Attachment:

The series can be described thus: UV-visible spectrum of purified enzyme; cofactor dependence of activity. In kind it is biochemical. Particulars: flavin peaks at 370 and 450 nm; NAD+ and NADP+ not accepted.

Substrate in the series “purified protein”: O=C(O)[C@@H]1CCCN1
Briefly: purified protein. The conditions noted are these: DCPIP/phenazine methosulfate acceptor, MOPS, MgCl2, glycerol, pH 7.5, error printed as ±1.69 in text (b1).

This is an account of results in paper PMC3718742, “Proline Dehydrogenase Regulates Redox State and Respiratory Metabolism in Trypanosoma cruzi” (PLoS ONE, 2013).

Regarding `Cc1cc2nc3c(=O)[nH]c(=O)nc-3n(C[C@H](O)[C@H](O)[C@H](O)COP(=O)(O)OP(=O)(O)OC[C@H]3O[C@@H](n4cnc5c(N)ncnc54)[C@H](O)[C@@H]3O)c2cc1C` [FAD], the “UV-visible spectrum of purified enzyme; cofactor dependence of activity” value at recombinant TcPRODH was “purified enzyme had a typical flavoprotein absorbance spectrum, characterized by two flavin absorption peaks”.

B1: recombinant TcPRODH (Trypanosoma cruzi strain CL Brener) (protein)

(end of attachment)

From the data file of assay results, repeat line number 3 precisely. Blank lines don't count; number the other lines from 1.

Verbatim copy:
Briefly: purified protein. The conditions noted are these: DCPIP/phenazine methosulfate acceptor, MOPS, MgCl2, glycerol, pH 7.5, error printed as ±1.69 in text (b1).